in a way which sees its priority as concern for human well being.


For four days this past week, a total of more than 1,500 people
met in either a church, or a public hall, or a chapel space
        to listen to one person share his
        theological vision for, and call to, the church.

That person was retired Bishop, John Shelby Spong.

The whole event - sponsored by The Centre for Progressive Religious Thought - proved to be
a rewarding, 
and inspirational experience for nearly everyone concerned.

Only one person, when 649 others were giving Spong a standing ovation,
indicated a ‘thumbs down’ response.

And we did it, I might add, without the support of either
Archbishop Peter Jensen or the local ABC!

Now keeping in mind the story of Bartimaeus,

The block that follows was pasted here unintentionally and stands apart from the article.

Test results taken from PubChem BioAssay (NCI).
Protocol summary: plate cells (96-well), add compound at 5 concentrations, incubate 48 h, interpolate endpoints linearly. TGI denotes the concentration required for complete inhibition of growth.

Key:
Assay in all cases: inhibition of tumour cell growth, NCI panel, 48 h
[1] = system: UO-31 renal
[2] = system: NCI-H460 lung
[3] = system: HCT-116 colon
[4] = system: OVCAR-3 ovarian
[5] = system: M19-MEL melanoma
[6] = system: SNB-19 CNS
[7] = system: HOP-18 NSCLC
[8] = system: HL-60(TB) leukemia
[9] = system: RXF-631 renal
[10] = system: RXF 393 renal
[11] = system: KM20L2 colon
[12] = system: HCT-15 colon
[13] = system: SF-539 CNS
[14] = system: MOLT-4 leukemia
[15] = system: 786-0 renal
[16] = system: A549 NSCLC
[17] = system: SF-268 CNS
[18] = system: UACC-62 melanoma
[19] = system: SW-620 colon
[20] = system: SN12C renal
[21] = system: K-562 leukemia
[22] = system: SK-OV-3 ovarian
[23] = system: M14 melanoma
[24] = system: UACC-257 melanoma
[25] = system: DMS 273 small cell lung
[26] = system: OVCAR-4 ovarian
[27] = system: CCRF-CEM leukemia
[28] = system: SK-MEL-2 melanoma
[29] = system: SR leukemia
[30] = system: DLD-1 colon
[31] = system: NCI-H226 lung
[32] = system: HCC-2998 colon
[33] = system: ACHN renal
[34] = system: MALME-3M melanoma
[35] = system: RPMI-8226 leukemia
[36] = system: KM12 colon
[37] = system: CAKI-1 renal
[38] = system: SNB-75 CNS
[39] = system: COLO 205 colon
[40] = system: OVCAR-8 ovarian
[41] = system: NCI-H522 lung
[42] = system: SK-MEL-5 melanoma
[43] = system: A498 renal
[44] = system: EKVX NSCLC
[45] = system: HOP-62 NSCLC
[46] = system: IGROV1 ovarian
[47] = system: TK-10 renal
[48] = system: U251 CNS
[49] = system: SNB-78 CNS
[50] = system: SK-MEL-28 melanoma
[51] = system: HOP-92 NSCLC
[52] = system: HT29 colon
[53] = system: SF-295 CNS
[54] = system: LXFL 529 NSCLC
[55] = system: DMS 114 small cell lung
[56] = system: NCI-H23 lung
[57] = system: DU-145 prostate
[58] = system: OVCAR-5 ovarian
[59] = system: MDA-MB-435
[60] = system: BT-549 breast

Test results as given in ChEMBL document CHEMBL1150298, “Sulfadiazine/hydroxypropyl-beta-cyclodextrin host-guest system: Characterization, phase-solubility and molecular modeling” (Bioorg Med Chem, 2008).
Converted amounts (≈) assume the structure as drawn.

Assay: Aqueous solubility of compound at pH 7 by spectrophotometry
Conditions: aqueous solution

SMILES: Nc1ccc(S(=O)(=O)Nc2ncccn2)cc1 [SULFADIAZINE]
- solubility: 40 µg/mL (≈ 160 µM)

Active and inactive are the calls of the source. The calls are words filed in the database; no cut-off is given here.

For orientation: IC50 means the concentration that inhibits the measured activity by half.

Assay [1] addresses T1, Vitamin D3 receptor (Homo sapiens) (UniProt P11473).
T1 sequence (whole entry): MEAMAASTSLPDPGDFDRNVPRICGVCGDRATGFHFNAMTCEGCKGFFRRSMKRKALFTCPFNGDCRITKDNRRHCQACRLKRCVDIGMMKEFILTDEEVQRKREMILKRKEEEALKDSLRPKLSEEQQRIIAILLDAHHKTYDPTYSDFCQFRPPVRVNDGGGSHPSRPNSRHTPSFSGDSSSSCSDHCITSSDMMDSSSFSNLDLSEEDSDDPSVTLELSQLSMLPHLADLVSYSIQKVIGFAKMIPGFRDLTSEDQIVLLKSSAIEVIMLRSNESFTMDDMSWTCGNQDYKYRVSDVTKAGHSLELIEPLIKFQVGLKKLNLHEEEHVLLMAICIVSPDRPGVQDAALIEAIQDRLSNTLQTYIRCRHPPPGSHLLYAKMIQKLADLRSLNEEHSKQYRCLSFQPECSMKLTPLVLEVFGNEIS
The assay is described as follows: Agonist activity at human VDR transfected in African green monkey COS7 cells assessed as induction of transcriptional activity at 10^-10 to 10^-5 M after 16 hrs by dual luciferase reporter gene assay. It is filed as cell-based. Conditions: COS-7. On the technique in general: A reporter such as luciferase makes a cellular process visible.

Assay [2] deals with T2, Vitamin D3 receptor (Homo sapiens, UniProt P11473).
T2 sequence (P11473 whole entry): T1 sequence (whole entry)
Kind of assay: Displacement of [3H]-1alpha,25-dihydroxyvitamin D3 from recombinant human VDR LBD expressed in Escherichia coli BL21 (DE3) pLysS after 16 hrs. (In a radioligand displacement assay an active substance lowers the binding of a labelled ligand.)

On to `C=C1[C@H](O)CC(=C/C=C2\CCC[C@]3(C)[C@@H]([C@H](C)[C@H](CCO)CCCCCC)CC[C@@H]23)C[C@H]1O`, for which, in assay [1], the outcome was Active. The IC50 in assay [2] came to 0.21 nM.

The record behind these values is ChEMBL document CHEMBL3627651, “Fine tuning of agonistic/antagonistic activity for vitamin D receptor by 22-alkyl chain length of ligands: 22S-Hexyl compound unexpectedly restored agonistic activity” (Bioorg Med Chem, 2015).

Jack Spong said during his Tuesday morning presentation:
“In Jesus we have met a presence of God... come among us offering life, love, and being to this world”
(J S Spong. 2003).

Is this what blind Bartimaeus saw in Jesus?
A God presence offering life, love and being?

My biblical storytelling mentor, Tom Boomershine,
when working with this story, says:
“Jesus response is a word of affirmation and encourgaement in which he gives permission for Bartimaeus to act on the power implicit in his own faith”
(Boomershine 1988:128).

I resonate with that comment.
And I am also bold enough to suggest this is what John Shelby Spong does.
        Gives people permission to express and act on
        the power implicit in their own faith or religious journey,
                  especially when others want to say to them: shut up!

The thoughts and words and ideas of Jack Spong are an affirmation
of courage and faith and encouragement